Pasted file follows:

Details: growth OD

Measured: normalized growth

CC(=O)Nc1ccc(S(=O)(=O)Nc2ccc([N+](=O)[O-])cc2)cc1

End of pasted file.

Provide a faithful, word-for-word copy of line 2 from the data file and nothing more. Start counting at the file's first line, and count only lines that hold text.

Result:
Measured: normalized growth